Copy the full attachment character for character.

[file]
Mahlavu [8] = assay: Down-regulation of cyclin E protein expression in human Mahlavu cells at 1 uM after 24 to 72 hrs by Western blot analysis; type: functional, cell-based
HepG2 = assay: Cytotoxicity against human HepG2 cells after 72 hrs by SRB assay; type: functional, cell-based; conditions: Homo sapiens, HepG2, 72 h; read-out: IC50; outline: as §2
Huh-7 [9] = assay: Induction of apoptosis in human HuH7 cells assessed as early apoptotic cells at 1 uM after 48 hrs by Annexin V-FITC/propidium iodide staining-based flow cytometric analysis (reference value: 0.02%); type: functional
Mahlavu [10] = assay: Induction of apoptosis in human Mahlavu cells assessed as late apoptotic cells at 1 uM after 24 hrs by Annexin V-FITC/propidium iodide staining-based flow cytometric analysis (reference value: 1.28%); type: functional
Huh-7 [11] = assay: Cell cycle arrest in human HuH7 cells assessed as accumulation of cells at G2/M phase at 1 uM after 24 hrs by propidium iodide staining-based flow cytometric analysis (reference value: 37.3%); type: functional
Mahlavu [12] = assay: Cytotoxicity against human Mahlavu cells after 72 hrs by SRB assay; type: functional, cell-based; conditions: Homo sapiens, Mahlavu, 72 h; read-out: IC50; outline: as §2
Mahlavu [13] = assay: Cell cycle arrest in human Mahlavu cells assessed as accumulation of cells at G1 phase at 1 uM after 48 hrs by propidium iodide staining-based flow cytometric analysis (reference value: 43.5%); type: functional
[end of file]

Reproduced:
Mahlavu [8] = assay: Down-regulation of cyclin E protein expression in human Mahlavu cells at 1 uM after 24 to 72 hrs by Western blot analysis; type: functional, cell-based
HepG2 = assay: Cytotoxicity against human HepG2 cells after 72 hrs by SRB assay; type: functional, cell-based; conditions: Homo sapiens, HepG2, 72 h; read-out: IC50; outline: as §2
Huh-7 [9] = assay: Induction of apoptosis in human HuH7 cells assessed as early apoptotic cells at 1 uM after 48 hrs by Annexin V-FITC/propidium iodide staining-based flow cytometric analysis (reference value: 0.02%); type: functional
Mahlavu [10] = assay: Induction of apoptosis in human Mahlavu cells assessed as late apoptotic cells at 1 uM after 24 hrs by Annexin V-FITC/propidium iodide staining-based flow cytometric analysis (reference value: 1.28%); type: functional
Huh-7 [11] = assay: Cell cycle arrest in human HuH7 cells assessed as accumulation of cells at G2/M phase at 1 uM after 24 hrs by propidium iodide staining-based flow cytometric analysis (reference value: 37.3%); type: functional
Mahlavu [12] = assay: Cytotoxicity against human Mahlavu cells after 72 hrs by SRB assay; type: functional, cell-based; conditions: Homo sapiens, Mahlavu, 72 h; read-out: IC50; outline: as §2
Mahlavu [13] = assay: Cell cycle arrest in human Mahlavu cells assessed as accumulation of cells at G1 phase at 1 uM after 48 hrs by propidium iodide staining-based flow cytometric analysis (reference value: 43.5%); type: functional